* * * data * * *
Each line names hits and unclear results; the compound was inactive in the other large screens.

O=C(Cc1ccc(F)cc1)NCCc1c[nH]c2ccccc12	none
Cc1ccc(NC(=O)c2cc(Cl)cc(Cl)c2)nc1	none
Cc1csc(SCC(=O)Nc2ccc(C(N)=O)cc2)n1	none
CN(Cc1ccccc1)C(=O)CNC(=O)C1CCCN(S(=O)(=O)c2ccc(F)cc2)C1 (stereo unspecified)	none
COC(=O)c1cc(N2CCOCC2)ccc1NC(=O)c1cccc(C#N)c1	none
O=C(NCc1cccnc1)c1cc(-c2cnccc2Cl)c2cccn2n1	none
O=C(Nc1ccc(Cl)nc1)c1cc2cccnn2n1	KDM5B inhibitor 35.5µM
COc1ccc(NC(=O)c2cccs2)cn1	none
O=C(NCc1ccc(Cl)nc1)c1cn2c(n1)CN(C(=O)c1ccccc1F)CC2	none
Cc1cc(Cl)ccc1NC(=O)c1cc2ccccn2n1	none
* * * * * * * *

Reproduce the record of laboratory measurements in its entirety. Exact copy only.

Each line names hits and unclear results; the compound was inactive in the other large screens.

O=C(Cc1ccc(F)cc1)NCCc1c[nH]c2ccccc12	none
Cc1ccc(NC(=O)c2cc(Cl)cc(Cl)c2)nc1	none
Cc1csc(SCC(=O)Nc2ccc(C(N)=O)cc2)n1	none
CN(Cc1ccccc1)C(=O)CNC(=O)C1CCCN(S(=O)(=O)c2ccc(F)cc2)C1 (stereo unspecified)	none
COC(=O)c1cc(N2CCOCC2)ccc1NC(=O)c1cccc(C#N)c1	none
O=C(NCc1cccnc1)c1cc(-c2cnccc2Cl)c2cccn2n1	none
O=C(Nc1ccc(Cl)nc1)c1cc2cccnn2n1	KDM5B inhibitor 35.5µM
COc1ccc(NC(=O)c2cccs2)cn1	none
O=C(NCc1ccc(Cl)nc1)c1cn2c(n1)CN(C(=O)c1ccccc1F)CC2	none
Cc1cc(Cl)ccc1NC(=O)c1cc2ccccn2n1	none